Chief Counsel  CC

National Taxpayer Advocate  TA

Director, Office of Legislative Affairs  CL:LA

Director, Office of Program Evaluation and Risk Analysis  RAS:O

Office of Management Controls  OS:CFO:AR:M

Audit Liaison:  Acting Senior Operations Advisor, Wage and Investment Division  SE:W:S

 

Appendix IV

 

Outcome Measures

 

This appendix presents detailed information on the measurable impact that our recommended corrective actions will have on tax administration.  These benefits will be incorporated into our Semiannual Report to the Congress.

 

Type and Value of Outcome Measure:

 

·         Protection of Resources – Potential; 219 taxpayer payments totaling $5,721,324.95 affected (see page 4).

 

Methodology Used to Measure the Reported Benefits:

 

We tested a judgmental sample of 698 cash and noncash payments received at 14 TACs during Calendar Years 2002 through 2005.  We selected the offices visited based on Treasury Inspector General for Tax Administration resources and the volume of payments received by the TACs.  We copied and researched all Receipts for Payment of Taxes (Form 809) issued from the current open Form 809 receipt books held by the employees present in 11 of the 14 TACs visited (1 employee with open Form 809 receipt books was out the day of our visit).  In one TAC, because of the large number of employees with Form 809 receipt books, we selected a judgmental sample of Form 809 receipt books and copied all issued receipts.  In another office, we selected a sample of the issued receipts from the two open Form 809 receipt books.[16]  We also selected and researched a judgmental sample of payments recorded on a judgmental sample of Daily Reports of Collection Activity (Form 795) for Fiscal Years 2004 and 2005. 

We classified as errors those payments that were not shipped timely to the appropriate Submission Processing site (an Internal Revenue Service data processing center), were not timely posted to the taxpayer’s account, or were not posted to the taxpayer’s account in the same amount or to the same tax period indicated on the Form 809 or the Form 795.  We also classified as errors instances in which the documents did not contain the required information, the recorded information was incorrect, payments were not properly secured, or other processing time periods were not met (e.g., Forms 809 that did not contain the conversion data, Forms 809 on which the taxpayer’s identification number or other information was incorrect, or when the TAC did not monitor the acknowledgement by the Submission Processing site that the remittance package had been received).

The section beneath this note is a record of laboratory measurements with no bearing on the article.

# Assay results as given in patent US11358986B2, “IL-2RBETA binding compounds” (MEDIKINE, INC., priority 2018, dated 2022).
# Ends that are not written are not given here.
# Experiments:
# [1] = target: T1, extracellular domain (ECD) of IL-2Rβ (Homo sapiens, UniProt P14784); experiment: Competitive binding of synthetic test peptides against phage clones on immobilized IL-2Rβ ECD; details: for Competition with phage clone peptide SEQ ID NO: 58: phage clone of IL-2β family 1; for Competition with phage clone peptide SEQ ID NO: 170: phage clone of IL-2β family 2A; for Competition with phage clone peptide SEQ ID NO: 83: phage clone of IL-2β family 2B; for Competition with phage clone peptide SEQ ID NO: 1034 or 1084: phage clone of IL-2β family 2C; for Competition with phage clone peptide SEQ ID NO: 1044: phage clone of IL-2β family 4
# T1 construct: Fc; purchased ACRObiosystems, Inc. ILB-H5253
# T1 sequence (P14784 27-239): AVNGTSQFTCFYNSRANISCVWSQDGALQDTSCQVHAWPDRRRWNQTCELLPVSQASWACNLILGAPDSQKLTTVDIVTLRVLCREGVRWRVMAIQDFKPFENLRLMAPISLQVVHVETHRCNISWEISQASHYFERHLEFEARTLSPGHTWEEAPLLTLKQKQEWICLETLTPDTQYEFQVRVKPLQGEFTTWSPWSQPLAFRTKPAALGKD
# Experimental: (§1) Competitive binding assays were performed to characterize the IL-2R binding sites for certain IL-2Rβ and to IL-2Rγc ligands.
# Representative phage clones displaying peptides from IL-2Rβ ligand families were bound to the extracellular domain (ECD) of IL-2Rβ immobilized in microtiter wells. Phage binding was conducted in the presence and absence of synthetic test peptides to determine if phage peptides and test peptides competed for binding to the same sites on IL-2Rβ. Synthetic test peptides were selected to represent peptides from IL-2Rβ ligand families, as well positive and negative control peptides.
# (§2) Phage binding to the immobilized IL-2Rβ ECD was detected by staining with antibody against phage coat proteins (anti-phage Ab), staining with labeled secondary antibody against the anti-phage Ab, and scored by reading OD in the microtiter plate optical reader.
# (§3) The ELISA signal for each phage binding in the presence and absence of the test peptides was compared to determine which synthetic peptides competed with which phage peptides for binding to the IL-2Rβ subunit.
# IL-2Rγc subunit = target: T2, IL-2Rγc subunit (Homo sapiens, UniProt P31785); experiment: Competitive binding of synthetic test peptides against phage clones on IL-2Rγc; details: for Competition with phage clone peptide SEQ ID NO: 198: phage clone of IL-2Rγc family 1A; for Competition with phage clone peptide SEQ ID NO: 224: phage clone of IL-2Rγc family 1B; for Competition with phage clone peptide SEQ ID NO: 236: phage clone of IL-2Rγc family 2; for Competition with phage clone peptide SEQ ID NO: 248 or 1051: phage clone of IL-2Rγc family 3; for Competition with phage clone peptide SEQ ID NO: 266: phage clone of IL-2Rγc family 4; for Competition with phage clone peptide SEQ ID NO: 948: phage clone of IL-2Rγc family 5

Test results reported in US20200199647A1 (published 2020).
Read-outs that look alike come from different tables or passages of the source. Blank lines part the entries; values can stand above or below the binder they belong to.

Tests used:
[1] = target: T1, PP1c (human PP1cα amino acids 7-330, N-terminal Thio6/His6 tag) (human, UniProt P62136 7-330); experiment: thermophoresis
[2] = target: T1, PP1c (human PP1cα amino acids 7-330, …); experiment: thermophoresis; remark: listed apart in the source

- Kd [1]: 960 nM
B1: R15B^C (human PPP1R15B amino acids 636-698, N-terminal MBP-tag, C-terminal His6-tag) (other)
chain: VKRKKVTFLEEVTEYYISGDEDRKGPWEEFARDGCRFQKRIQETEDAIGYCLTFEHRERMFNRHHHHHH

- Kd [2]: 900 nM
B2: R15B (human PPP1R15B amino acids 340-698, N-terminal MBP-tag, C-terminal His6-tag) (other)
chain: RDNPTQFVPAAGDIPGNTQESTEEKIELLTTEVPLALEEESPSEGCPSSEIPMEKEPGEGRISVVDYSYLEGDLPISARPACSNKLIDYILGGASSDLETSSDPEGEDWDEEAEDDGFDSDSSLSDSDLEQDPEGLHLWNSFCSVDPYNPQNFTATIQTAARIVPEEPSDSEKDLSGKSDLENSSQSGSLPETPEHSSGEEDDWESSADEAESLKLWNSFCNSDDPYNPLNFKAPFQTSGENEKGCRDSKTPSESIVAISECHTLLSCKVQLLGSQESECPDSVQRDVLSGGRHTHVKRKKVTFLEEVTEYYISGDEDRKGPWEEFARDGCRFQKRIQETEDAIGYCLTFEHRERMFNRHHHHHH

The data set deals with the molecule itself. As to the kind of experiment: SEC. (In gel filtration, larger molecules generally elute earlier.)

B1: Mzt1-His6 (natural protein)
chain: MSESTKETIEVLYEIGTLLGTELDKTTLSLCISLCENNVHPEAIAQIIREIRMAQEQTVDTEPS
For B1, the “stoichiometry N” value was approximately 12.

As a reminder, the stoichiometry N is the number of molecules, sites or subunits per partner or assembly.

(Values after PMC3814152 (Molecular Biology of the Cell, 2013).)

Of the 698 payments researched, 219 contained at least 1 error.  In addition, 25 employees in 7 of the TACs did not properly secure the Form 809 receipt book, cash, or noncash payments in a required locked metal container during the day or in a safe overnight. 

 

Type and Value of Outcome Measure:

 

·         Taxpayer Privacy and Security – Potential; 93 taxpayers affected (see page 7).

 

Methodology Used to Measure the Reported Benefit:

 

We identified the employees with open Form 809 receipt books in the 14 TACs visited and researched their Integrated Data Retrieval System (IDRS)[17] accesses for the period January 3 to February 11, 2005.  Using the table of sensitive command codes identified by the Internal Revenue Service that employees with open Form 809 receipt books should not have access to, we identified those employees who had access to sensitive command codes and those who used sensitive command codes.  We also obtained printouts of the IDRS profiles which showed the command codes the employees had access to and whether their profiles had been appropriately restricted. 

We identified 23 out of 35 employees with open Form 809 receipt books whose profiles had not been appropriately restricted and who had access to sensitive command codes.  Further, we identified 9 employees who actually used sensitive command codes to access 93 taxpayer accounts.

 

Appendix V

 

Taxpayer Assistance Centers Visited and the Selection Criteria and Methodology

 

The map was removed due to its size.  To see the map, please go to the Adobe PDF version of the report on the TIGTA Public Web Page.

 

 

Selection Criteria and Methodology

 

We used the following criteria when selecting the Taxpayer Assistance Centers (TAC) for testing. 

·         TACs visited during another Treasury Inspector General for Tax Administration (TIGTA) audit.[18] 

            Cherry Hill, New Jersey.

            Chicago Ridge, Illinois.

            Houston (Northwest Office), Texas.

            Houston (Southeast Office), Texas.

            Lancaster, Pennsylvania.

            Morton Grove, Illinois.